A Syrian Democratic Forces photo claiming to show Islamic State members captured after an assault on Gweiran Prison in northeast Syria, January 21, 2022


After six days of fighting, the Kurdish-led Syrian Democratic Forces have regained control of a prison in northeast Syria from the Islamic State.

SDF spokesman Aram Hanna said ISIS fighters had finally given up after holing up in part of the Gweiran complex: “The future was clear to them if they didn’t surrender. The area was completely besieged and completely under the control of our forces. They had no other option.”

Kurdish officials said they were still trying to determine casualties. An SDF spokesman has said that at least 30 SDF troops and more than 100 ISIS fighters were slain.

It is unknown if any of an estimated 850 juveniles in detention were killed.

Hanna did not say how many escaped ISIS detainees remained at large, or how many SDF troops were still held captive by the faction.


As fighting between the Islamic State and the Kurdish-led Syrian Democratic Forces continues, UN officials say about 45,000 people have been forced from their homes near the Gweiran Prison in Hasakah Province in northeast Syria.

In their statement, the UN Resident Coordinator and Humanitarian Coordinator for Syria, Imran Riza, and the Regional Humanitarian Coordinator, Muhannad Hadi, said most of the displaced have sought safety with family and friends; however, about 500 people are in two temporary shelters.

The UN children’s agency UNICEF said late Sunday that the evacuation of almost 850 juveniles in the prison is essential as they are at “immediate risk”.

The SDF claimed that they retook part of the prison on Monday, with the surrender of at least 300 ISIS fighters. They said other fighters are in other buildings in the complex.

Kurdish officials said at least 180 detainees and ISIS fighters and 27 SDF personnel have been killed since the initial Islamic State attack last Thursday.

ISIS has not mentioned any casualties among its fighters, while claiming the killing, injuring, and capture of SDF troops.


Clashes between the Islamic State and the Kurdish-led Syrian Democratic Forces continue, more than 60 hours after ISIS attacked Gweiran Prison in northeast Syria and freed hundreds of its members.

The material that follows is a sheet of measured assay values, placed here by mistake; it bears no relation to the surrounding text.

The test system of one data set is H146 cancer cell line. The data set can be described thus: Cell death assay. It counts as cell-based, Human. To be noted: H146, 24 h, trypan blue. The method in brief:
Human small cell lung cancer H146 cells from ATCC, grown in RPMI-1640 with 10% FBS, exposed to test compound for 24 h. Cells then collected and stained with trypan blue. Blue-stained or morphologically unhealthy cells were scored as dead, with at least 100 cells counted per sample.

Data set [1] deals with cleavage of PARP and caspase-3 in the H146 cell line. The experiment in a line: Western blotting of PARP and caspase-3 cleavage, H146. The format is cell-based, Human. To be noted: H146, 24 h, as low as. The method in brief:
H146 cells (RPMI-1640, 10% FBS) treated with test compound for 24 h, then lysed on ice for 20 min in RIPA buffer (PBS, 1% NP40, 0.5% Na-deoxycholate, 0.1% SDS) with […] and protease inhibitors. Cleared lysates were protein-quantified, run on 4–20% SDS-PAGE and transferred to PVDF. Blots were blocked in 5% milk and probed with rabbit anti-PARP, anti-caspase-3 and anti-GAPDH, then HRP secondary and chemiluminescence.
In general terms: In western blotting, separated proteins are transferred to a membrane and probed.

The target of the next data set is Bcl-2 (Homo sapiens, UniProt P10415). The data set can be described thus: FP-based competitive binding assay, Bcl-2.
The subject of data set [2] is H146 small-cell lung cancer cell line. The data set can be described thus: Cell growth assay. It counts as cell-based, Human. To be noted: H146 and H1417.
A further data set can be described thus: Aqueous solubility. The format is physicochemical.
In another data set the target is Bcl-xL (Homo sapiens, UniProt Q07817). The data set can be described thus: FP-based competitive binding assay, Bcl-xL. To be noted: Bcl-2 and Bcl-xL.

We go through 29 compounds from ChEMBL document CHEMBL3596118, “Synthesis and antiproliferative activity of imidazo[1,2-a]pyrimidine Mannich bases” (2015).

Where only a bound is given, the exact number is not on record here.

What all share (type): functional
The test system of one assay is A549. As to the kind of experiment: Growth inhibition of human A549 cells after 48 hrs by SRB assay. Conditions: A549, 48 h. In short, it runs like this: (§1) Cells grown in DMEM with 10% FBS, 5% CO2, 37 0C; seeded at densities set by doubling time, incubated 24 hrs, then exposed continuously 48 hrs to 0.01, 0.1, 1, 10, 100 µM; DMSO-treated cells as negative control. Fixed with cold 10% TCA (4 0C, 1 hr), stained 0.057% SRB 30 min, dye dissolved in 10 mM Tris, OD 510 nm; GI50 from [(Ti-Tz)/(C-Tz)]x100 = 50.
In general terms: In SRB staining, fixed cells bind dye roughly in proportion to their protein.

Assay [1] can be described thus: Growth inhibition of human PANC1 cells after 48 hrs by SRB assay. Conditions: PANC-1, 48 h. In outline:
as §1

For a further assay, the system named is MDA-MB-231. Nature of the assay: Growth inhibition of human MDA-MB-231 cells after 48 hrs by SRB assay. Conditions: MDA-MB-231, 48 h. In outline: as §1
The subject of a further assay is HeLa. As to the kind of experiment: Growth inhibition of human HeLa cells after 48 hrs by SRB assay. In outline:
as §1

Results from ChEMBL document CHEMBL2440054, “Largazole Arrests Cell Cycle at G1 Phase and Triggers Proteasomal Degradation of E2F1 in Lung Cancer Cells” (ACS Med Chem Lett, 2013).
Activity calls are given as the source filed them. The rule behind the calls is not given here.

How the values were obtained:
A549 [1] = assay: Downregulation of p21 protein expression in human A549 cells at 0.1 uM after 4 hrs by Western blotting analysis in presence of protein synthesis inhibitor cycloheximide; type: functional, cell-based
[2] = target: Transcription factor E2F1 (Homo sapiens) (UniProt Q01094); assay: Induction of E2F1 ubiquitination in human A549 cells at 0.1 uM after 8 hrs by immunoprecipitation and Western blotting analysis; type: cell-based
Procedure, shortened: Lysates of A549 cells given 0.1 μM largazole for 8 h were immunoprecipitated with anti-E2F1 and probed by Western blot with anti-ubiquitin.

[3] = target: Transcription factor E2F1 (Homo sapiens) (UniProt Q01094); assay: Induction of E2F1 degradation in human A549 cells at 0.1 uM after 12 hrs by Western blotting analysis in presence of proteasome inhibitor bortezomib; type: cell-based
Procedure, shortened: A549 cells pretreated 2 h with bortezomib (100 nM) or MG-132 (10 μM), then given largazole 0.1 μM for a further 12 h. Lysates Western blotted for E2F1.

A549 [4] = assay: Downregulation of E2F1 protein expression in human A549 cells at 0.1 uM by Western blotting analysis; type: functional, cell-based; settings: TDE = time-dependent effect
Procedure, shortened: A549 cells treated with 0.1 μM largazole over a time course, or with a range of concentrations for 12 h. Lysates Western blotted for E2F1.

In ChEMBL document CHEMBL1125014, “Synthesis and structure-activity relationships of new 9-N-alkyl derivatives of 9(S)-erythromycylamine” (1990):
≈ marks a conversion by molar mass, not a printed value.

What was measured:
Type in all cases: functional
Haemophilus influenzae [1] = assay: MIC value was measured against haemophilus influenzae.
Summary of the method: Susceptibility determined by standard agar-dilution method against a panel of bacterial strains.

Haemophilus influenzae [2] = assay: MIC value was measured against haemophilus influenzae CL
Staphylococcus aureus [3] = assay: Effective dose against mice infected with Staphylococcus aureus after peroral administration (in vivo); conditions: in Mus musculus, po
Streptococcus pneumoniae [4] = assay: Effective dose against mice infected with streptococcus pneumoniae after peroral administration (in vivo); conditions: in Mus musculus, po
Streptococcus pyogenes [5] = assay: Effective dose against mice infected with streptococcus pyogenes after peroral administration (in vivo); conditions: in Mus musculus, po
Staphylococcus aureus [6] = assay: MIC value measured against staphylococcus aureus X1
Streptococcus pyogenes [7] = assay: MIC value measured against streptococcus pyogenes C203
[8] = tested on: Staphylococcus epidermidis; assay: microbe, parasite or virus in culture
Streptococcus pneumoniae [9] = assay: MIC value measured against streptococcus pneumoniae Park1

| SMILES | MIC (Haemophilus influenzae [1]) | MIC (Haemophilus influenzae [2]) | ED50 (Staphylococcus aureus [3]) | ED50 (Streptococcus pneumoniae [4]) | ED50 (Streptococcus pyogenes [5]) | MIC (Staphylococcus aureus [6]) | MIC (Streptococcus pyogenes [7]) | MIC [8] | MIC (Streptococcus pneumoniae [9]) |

The Islamic State released a video claiming to be of scores of captured SDF troops. Many appeared to be beaten.

The SDF acknowledged that 17 of its soldiers had been slain.

The Pentagon acknowledged US airstrikes to help the Kurdish forces regain control of the prison and the nearby neighborhoods. Arab tribal figures said American troops had taken up positions.

Arab tribes and relatives claim that many detainees are held because they resisted forced conscription, with juveniles among those imprisoned. The SDF denies the accuastion.

Human Rights Watch says about 12,000 men and juveniles suspected of Islamic State affiliation, including 2,000 to 4,000 foreigners from almost 50 countries, are being held by the SDF in overcrowded and inhumane conditions.

ORIGINAL ENTRY, JAN 22: The Islamic State has attacked a prison in Kurdish-held northeast Syria, reportedly killing at least 23 personnel of the Kurdish-led Syrian Democratic Forces and freeing hundreds of ISIS members.

Thursday’s assault was on the Gweiran Prison in Hasakah Province, involving about 80 fighters and a vehicle-borne suicide bomb. SDF spokesman Farhad Shami said the facility held about 5,000 members, including commmanders and some of ISIS’s most dangerous personnel.

The attack began about 7 p.m. with a large explosion, followed by two more blasts. Detainees rioted and tried to break out as the car bomb was detonated.

On Friday, ISIS still held a quarter of the facility and clashes continued with the SDF.

The SDF’s Shami claimed 104 detainees had been recaptured, but he said the number who succeeded in escaping is unknown.

The spokesman added that seven Kurdish fighters and at least 28 ISIS attackers were killed in the battle.

Islamic State cells have continued to carry out attacks since ISIS was removed from its last village, in Baghouz in eastern Syria on the Iraq border, in March 2019. Scores of Assad regime troops have been explosion in shootings and explosions in the Badia desert region on the road from Deir ez-Zor to Palmyra.

Islamic State Kills 5 Assad Troops, Wounds 20 in Eastern Syria

But Thursday’s raid is the largest operation since the fall of Baghouz. At almost the same time, ISIS struck a military base in neighboring Iraq, killing 11 soldiers.

As some Islamic State fighters moved through Gweiran Prison, others took positions in homes around the facility as the SDF, backed by US Apache helicopters, tried to regain control.

“IS fighters killed four of our neighbours,” said Umm Ibrahim, who escaped her neighbourhood. “We left because of the clashes. We feared for our children.”

The Islamic State’s revival in Iraq began in 2020 with attacks on prisons to free detainees, using the assaults as propaganda victories to build support. ISIS moved into Syria in 2013 and carried out a lightning strike across Iraq the next year.

The group declared a “caliphate” in July 2014 and, at its height, held about a third of both Syria and Iraq. It was pushed back over the next five years, losing its territory in Syria in the face of separate US-backed SDF and Russian-enabled Assad regime offensives.